Russia Halts Years of Work On Ballistic Missile To Pay For Hypersonic Weapons
Less than a month after announcing a flurry of new strategic weapons, the Kremlin has effectively canceled one for the foreseeable future.
Just weeks after Russian President Vladimir Putin mentioned it in a provocative speech, Russia has reportedly decided shelve development of its RS-26 Rubezh intercontinental ballistic missile system and focus on fielding the nuclear-armed Avangard hypersonic boost glide vehicle using other designs. The decision suggests the Kremlin may feel the hypersonic weapon is more valuable than the missile carrying it, but also raises questions about whether the country has the necessary funds to support its broader strategic plans.
On March 22, 2018, Russian state-run news outlet TASS reported that development of the RS-26 was no longer a feature of the state armament plan for 2018 to 2027. In an annual state of the union address on March 1, 2018, Putin had said that the road-mobile Rubezh would be the primary launch vehicle for Avangard. The country had previously used the latter name to refer to the entire development program, including the intercontinental ballistic missile (ICBM) component.
“The Avangard was included in the [state armament plan] program’s final version as more essential to ensure the country’s defense capability,” the source said, according to TASS. “All the work on the Rubezh and the Barguzin [rail-mobile ICBM] was put on hold until the end of 2027. A decision on the work’s resumption will be made after the current armament program is fulfilled.”
Reportedly a smaller derivative on the RS-24 Yars ICBM, the RS-26 has been in development since before 2011. It is a controversial design that some have suggested could actually violate the Intermediate-Range Nuclear Forces Treaty, commonly known as INF. Though Russia has insisted it is an ICBM, and has demonstrated that it can reach the appropriate range, experts believe this was only because the missile involved in the launch in question was carrying a light payload or no payload at all.
The Russian Ministry of Defense released the video below earlier in March 2018 reportedly showing Avangard prototypes and a computer generated depiction of its operational concept.
Subsequent tests have strongly indicated the missile can’t fly beyond intermediate ranges with an actual warhead, making it a design that the INF would prohibit Russia from fielding operationally. The United States accuses Russia of having already put a treaty-breaking ground-launched cruise missile, the SSC-8, into service and the RS-26 appeared to be another means of skirting the agreement’s restrictions.
Without the Rubezh, the primary launch vehicle for Avangard will likely be the still-in-development silo-launched RS-28 Sarmat ICBM, also known as the “Satan 2.” This missile is set to replace the older R-36M, also called the SS-18 Satan, by 2020. Some reports suggest it may be able to carry as many two dozen of the hypersonic boost glide vehicles, but this remains unconfirmed.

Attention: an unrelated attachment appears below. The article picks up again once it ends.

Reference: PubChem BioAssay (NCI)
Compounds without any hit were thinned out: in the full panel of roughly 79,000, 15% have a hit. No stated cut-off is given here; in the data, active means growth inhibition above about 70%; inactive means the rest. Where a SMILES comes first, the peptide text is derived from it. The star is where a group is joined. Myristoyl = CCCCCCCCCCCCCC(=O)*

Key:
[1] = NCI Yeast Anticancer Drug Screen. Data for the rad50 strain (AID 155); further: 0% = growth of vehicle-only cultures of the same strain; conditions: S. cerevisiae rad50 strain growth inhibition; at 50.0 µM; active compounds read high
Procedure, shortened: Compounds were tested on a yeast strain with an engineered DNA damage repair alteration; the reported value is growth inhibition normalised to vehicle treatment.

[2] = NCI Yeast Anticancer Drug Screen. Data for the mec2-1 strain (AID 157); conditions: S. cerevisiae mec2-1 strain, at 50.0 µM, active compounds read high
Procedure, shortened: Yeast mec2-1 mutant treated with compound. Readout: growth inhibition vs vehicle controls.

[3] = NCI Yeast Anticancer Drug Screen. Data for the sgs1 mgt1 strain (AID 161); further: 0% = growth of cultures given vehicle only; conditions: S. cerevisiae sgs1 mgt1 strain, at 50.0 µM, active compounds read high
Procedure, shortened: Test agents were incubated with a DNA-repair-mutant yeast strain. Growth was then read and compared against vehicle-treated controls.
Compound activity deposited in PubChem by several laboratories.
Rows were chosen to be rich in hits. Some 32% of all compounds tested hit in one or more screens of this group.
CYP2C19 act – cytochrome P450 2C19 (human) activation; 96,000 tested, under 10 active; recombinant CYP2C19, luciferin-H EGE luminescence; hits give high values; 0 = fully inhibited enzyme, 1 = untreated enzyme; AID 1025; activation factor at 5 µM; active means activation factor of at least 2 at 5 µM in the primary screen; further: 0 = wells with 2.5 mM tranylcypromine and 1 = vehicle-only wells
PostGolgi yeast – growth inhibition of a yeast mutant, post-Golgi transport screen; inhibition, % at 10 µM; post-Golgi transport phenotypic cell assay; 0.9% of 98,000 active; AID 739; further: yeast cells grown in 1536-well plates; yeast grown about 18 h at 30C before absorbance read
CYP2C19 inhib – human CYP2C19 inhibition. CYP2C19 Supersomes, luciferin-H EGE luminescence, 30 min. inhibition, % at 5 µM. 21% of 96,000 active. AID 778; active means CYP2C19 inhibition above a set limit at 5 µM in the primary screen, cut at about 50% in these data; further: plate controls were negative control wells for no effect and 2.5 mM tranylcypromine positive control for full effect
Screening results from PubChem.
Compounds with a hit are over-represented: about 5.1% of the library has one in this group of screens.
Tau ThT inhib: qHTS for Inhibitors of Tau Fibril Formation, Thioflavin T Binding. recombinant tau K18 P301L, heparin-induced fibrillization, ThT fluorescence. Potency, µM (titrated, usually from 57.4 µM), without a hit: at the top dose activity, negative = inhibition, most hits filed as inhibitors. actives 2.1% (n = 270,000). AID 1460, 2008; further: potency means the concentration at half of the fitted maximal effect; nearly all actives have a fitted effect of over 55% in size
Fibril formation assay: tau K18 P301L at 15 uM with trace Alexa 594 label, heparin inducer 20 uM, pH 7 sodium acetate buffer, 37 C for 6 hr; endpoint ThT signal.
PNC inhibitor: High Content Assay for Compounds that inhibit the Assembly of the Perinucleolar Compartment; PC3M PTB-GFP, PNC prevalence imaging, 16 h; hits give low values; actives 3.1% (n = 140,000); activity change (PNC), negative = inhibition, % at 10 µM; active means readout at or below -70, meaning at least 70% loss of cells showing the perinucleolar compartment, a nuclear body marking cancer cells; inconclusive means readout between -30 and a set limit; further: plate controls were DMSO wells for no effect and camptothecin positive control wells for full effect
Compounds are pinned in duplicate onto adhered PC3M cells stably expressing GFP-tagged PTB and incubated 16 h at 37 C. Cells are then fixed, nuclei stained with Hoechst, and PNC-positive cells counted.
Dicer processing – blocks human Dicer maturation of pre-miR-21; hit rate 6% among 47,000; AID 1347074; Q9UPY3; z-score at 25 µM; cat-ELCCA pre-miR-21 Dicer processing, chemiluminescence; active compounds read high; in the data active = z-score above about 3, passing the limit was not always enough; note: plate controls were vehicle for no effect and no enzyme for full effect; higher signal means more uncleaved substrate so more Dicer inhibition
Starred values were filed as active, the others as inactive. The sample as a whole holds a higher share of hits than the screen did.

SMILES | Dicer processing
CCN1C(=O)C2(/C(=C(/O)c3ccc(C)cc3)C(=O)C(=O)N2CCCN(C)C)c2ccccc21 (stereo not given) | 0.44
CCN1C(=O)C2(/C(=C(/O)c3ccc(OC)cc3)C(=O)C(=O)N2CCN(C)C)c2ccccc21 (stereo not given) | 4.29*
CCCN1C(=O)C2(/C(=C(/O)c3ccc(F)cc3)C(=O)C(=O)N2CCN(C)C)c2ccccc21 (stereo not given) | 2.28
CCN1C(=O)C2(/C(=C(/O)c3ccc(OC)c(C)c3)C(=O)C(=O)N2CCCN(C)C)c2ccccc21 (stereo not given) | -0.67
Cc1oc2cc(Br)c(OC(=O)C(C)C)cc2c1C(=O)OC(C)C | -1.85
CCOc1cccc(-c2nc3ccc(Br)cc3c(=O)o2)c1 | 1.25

The video below shows tests of the RS-28 Sarmat ICBM.
However, separate TASS reports say that the hypersonic boost glide vehicle will be operational by 2019 and that it could enter service first aboard older UR-100N UTTKh IBCMs, also known as the SS-19 Stiletto. Russia reportedly acquired approximately 30 more of these Soviet-era weapons, in a deactivated state, from Ukraine in the early 2000s, and would refurbish and modify them in order to carry Avangard.
Since these weapons remain in Russian service already, it would be relatively easy for the country to swap out the existing weapons with upgraded versions carrying hypersonic vehicles. Per the terms of the New Strategic Arms Reduction Treaty (New START) that Russia is party to with the United States, both countries can only have so many “launchers,” which includes land-based silos, mobile launch vehicles, or individual launch tubes on submarines, as well as nuclear-capable bombers. However, the deal sets higher limits on the total number of warheads either side can retain in total and places no restrictions on how many missiles without warheads a country can have in storage.
This plan makes a lot of practical sense. As we at The War Zone have written in detail before, the benefit of a hypersonic boost glide vehicle is that it eliminates many of the existing vulnerabilities of traditional ICBMs, which follow largely predictable signatures and flight paths after launch.
While existing U.S. space-based early warning sensors should be able to detect the launch of any one of the Russian ICBMs, especially from the thermal plume of the missile blasting off, they wouldn’t be unable to monitor the subsequent flight of Avangard, which will reportedly be able to make rapid and frequent course changes at extremely high speed. By the Pentagon's own admission, the no component of the U.S. military’s ballistic missile shield would be able to shoot down such a weapon, either.